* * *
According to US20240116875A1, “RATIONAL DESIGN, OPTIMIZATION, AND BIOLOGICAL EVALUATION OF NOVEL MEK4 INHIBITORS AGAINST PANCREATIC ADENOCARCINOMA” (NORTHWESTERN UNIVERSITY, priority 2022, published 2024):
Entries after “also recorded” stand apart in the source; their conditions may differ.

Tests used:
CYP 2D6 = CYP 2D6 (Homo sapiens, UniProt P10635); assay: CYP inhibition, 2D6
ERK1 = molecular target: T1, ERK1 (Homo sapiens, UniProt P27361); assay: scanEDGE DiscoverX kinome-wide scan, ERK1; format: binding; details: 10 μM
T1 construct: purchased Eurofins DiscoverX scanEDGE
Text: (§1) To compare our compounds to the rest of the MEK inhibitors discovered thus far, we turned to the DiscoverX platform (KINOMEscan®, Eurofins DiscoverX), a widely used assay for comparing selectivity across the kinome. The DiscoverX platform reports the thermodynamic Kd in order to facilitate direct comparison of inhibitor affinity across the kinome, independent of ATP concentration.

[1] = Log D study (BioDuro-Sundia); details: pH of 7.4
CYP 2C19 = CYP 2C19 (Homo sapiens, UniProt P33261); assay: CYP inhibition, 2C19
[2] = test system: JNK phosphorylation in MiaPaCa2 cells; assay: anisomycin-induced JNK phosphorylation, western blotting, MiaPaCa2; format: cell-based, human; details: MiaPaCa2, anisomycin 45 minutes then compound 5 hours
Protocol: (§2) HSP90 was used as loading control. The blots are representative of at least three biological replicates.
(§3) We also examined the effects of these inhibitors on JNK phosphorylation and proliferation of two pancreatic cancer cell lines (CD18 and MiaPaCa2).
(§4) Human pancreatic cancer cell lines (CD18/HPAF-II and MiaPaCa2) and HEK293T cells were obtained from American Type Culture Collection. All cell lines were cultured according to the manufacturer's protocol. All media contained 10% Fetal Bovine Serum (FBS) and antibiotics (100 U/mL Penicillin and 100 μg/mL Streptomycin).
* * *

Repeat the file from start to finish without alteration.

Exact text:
According to US20240116875A1, “RATIONAL DESIGN, OPTIMIZATION, AND BIOLOGICAL EVALUATION OF NOVEL MEK4 INHIBITORS AGAINST PANCREATIC ADENOCARCINOMA” (NORTHWESTERN UNIVERSITY, priority 2022, published 2024):
Entries after “also recorded” stand apart in the source; their conditions may differ.

Tests used:
CYP 2D6 = CYP 2D6 (Homo sapiens, UniProt P10635); assay: CYP inhibition, 2D6
ERK1 = molecular target: T1, ERK1 (Homo sapiens, UniProt P27361); assay: scanEDGE DiscoverX kinome-wide scan, ERK1; format: binding; details: 10 μM
T1 construct: purchased Eurofins DiscoverX scanEDGE
Text: (§1) To compare our compounds to the rest of the MEK inhibitors discovered thus far, we turned to the DiscoverX platform (KINOMEscan®, Eurofins DiscoverX), a widely used assay for comparing selectivity across the kinome. The DiscoverX platform reports the thermodynamic Kd in order to facilitate direct comparison of inhibitor affinity across the kinome, independent of ATP concentration.

[1] = Log D study (BioDuro-Sundia); details: pH of 7.4
CYP 2C19 = CYP 2C19 (Homo sapiens, UniProt P33261); assay: CYP inhibition, 2C19
[2] = test system: JNK phosphorylation in MiaPaCa2 cells; assay: anisomycin-induced JNK phosphorylation, western blotting, MiaPaCa2; format: cell-based, human; details: MiaPaCa2, anisomycin 45 minutes then compound 5 hours
Protocol: (§2) HSP90 was used as loading control. The blots are representative of at least three biological replicates.
(§3) We also examined the effects of these inhibitors on JNK phosphorylation and proliferation of two pancreatic cancer cell lines (CD18 and MiaPaCa2).
(§4) Human pancreatic cancer cell lines (CD18/HPAF-II and MiaPaCa2) and HEK293T cells were obtained from American Type Culture Collection. All cell lines were cultured according to the manufacturer's protocol. All media contained 10% Fetal Bovine Serum (FBS) and antibiotics (100 U/mL Penicillin and 100 μg/mL Streptomycin).